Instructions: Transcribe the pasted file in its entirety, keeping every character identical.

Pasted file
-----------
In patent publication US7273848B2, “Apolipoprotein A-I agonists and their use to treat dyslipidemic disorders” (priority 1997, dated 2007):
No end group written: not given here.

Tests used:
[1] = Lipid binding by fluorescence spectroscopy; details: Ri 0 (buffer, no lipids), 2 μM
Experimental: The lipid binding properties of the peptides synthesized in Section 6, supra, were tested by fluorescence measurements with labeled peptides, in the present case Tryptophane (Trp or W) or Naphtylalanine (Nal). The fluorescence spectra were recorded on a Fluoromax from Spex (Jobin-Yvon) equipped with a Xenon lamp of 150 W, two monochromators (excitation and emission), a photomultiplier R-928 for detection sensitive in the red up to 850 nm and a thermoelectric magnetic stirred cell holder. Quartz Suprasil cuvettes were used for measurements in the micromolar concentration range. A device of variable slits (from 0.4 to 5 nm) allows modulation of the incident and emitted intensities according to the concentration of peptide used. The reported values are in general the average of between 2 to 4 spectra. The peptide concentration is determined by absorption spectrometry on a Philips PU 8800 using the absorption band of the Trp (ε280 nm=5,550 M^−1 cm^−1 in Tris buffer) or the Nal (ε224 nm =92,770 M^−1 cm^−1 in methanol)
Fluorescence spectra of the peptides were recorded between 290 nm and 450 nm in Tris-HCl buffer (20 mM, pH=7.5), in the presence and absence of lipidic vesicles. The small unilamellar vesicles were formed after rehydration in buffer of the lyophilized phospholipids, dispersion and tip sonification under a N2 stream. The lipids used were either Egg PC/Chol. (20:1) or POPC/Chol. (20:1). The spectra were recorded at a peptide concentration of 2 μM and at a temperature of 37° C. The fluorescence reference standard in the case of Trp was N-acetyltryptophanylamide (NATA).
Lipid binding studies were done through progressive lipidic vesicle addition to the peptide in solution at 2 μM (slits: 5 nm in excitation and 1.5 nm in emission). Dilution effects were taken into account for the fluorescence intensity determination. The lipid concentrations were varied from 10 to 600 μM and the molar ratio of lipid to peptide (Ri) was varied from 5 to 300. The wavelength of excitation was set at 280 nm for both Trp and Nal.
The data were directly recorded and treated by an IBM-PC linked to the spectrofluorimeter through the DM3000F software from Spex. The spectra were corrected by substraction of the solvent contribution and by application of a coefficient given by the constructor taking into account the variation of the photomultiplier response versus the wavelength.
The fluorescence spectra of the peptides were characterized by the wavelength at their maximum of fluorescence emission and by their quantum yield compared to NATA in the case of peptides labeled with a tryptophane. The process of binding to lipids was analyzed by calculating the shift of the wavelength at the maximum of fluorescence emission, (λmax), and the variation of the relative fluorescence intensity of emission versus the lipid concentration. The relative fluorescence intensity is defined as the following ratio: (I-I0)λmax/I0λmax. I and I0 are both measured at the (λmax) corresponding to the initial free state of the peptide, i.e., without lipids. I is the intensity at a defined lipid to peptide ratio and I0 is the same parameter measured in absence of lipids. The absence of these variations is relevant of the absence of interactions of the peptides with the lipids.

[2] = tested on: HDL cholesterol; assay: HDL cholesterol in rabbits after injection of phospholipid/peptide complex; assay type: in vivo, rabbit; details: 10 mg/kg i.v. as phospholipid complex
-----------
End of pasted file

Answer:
In patent publication US7273848B2, “Apolipoprotein A-I agonists and their use to treat dyslipidemic disorders” (priority 1997, dated 2007):
No end group written: not given here.

Tests used:
[1] = Lipid binding by fluorescence spectroscopy; details: Ri 0 (buffer, no lipids), 2 μM
Experimental: The lipid binding properties of the peptides synthesized in Section 6, supra, were tested by fluorescence measurements with labeled peptides, in the present case Tryptophane (Trp or W) or Naphtylalanine (Nal). The fluorescence spectra were recorded on a Fluoromax from Spex (Jobin-Yvon) equipped with a Xenon lamp of 150 W, two monochromators (excitation and emission), a photomultiplier R-928 for detection sensitive in the red up to 850 nm and a thermoelectric magnetic stirred cell holder. Quartz Suprasil cuvettes were used for measurements in the micromolar concentration range. A device of variable slits (from 0.4 to 5 nm) allows modulation of the incident and emitted intensities according to the concentration of peptide used. The reported values are in general the average of between 2 to 4 spectra. The peptide concentration is determined by absorption spectrometry on a Philips PU 8800 using the absorption band of the Trp (ε280 nm=5,550 M^−1 cm^−1 in Tris buffer) or the Nal (ε224 nm =92,770 M^−1 cm^−1 in methanol)
Fluorescence spectra of the peptides were recorded between 290 nm and 450 nm in Tris-HCl buffer (20 mM, pH=7.5), in the presence and absence of lipidic vesicles. The small unilamellar vesicles were formed after rehydration in buffer of the lyophilized phospholipids, dispersion and tip sonification under a N2 stream. The lipids used were either Egg PC/Chol. (20:1) or POPC/Chol. (20:1). The spectra were recorded at a peptide concentration of 2 μM and at a temperature of 37° C. The fluorescence reference standard in the case of Trp was N-acetyltryptophanylamide (NATA).
Lipid binding studies were done through progressive lipidic vesicle addition to the peptide in solution at 2 μM (slits: 5 nm in excitation and 1.5 nm in emission). Dilution effects were taken into account for the fluorescence intensity determination. The lipid concentrations were varied from 10 to 600 μM and the molar ratio of lipid to peptide (Ri) was varied from 5 to 300. The wavelength of excitation was set at 280 nm for both Trp and Nal.
The data were directly recorded and treated by an IBM-PC linked to the spectrofluorimeter through the DM3000F software from Spex. The spectra were corrected by substraction of the solvent contribution and by application of a coefficient given by the constructor taking into account the variation of the photomultiplier response versus the wavelength.
The fluorescence spectra of the peptides were characterized by the wavelength at their maximum of fluorescence emission and by their quantum yield compared to NATA in the case of peptides labeled with a tryptophane. The process of binding to lipids was analyzed by calculating the shift of the wavelength at the maximum of fluorescence emission, (λmax), and the variation of the relative fluorescence intensity of emission versus the lipid concentration. The relative fluorescence intensity is defined as the following ratio: (I-I0)λmax/I0λmax. I and I0 are both measured at the (λmax) corresponding to the initial free state of the peptide, i.e., without lipids. I is the intensity at a defined lipid to peptide ratio and I0 is the same parameter measured in absence of lipids. The absence of these variations is relevant of the absence of interactions of the peptides with the lipids.

[2] = tested on: HDL cholesterol; assay: HDL cholesterol in rabbits after injection of phospholipid/peptide complex; assay type: in vivo, rabbit; details: 10 mg/kg i.v. as phospholipid complex